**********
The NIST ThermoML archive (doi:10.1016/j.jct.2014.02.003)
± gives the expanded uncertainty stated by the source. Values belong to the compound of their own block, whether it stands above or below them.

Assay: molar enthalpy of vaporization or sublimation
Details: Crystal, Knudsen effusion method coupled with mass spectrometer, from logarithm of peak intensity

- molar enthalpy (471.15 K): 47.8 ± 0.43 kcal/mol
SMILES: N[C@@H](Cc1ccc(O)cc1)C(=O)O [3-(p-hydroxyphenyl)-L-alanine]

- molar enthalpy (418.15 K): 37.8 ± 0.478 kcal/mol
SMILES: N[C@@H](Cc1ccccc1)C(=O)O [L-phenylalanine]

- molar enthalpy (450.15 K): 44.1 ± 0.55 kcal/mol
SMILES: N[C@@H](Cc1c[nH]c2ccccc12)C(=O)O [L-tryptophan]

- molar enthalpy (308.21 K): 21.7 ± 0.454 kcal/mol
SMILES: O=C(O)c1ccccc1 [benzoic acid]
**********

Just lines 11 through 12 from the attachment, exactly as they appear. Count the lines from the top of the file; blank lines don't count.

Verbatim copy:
- molar enthalpy (308.21 K): 21.7 ± 0.454 kcal/mol
SMILES: O=C(O)c1ccccc1 [benzoic acid]